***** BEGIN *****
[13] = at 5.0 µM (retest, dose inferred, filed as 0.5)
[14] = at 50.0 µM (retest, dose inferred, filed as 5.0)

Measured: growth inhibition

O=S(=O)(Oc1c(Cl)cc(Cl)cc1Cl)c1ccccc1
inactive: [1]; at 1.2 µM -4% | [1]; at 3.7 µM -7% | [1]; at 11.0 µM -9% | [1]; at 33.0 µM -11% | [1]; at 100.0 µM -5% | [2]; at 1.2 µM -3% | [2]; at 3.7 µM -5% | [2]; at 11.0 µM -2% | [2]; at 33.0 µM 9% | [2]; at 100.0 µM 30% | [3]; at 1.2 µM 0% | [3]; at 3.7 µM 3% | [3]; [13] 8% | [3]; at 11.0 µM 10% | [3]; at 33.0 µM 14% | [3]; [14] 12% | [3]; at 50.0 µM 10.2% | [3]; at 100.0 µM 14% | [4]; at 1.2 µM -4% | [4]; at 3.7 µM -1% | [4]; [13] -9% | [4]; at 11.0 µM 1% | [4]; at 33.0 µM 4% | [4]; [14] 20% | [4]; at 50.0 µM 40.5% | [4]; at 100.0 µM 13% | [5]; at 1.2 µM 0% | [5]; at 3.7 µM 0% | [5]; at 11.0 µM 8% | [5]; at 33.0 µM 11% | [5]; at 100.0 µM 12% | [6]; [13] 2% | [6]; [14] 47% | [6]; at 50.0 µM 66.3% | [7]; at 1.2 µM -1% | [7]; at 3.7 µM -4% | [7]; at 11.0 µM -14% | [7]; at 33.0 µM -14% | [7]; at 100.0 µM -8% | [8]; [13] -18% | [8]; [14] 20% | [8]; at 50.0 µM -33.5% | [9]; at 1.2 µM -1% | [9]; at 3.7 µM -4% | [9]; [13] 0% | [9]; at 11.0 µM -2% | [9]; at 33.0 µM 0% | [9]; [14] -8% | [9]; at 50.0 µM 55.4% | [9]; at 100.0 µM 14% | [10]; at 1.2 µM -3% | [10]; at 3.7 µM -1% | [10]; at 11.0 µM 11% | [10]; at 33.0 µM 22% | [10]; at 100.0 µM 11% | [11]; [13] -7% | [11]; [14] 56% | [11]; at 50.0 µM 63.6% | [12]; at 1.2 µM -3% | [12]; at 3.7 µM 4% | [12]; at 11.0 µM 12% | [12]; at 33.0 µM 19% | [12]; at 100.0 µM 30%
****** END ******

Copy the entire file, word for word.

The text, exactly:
[13] = at 5.0 µM (retest, dose inferred, filed as 0.5)
[14] = at 50.0 µM (retest, dose inferred, filed as 5.0)

Measured: growth inhibition

O=S(=O)(Oc1c(Cl)cc(Cl)cc1Cl)c1ccccc1
inactive: [1]; at 1.2 µM -4% | [1]; at 3.7 µM -7% | [1]; at 11.0 µM -9% | [1]; at 33.0 µM -11% | [1]; at 100.0 µM -5% | [2]; at 1.2 µM -3% | [2]; at 3.7 µM -5% | [2]; at 11.0 µM -2% | [2]; at 33.0 µM 9% | [2]; at 100.0 µM 30% | [3]; at 1.2 µM 0% | [3]; at 3.7 µM 3% | [3]; [13] 8% | [3]; at 11.0 µM 10% | [3]; at 33.0 µM 14% | [3]; [14] 12% | [3]; at 50.0 µM 10.2% | [3]; at 100.0 µM 14% | [4]; at 1.2 µM -4% | [4]; at 3.7 µM -1% | [4]; [13] -9% | [4]; at 11.0 µM 1% | [4]; at 33.0 µM 4% | [4]; [14] 20% | [4]; at 50.0 µM 40.5% | [4]; at 100.0 µM 13% | [5]; at 1.2 µM 0% | [5]; at 3.7 µM 0% | [5]; at 11.0 µM 8% | [5]; at 33.0 µM 11% | [5]; at 100.0 µM 12% | [6]; [13] 2% | [6]; [14] 47% | [6]; at 50.0 µM 66.3% | [7]; at 1.2 µM -1% | [7]; at 3.7 µM -4% | [7]; at 11.0 µM -14% | [7]; at 33.0 µM -14% | [7]; at 100.0 µM -8% | [8]; [13] -18% | [8]; [14] 20% | [8]; at 50.0 µM -33.5% | [9]; at 1.2 µM -1% | [9]; at 3.7 µM -4% | [9]; [13] 0% | [9]; at 11.0 µM -2% | [9]; at 33.0 µM 0% | [9]; [14] -8% | [9]; at 50.0 µM 55.4% | [9]; at 100.0 µM 14% | [10]; at 1.2 µM -3% | [10]; at 3.7 µM -1% | [10]; at 11.0 µM 11% | [10]; at 33.0 µM 22% | [10]; at 100.0 µM 11% | [11]; [13] -7% | [11]; [14] 56% | [11]; at 50.0 µM 63.6% | [12]; at 1.2 µM -3% | [12]; at 3.7 µM 4% | [12]; at 11.0 µM 12% | [12]; at 33.0 µM 19% | [12]; at 100.0 µM 30%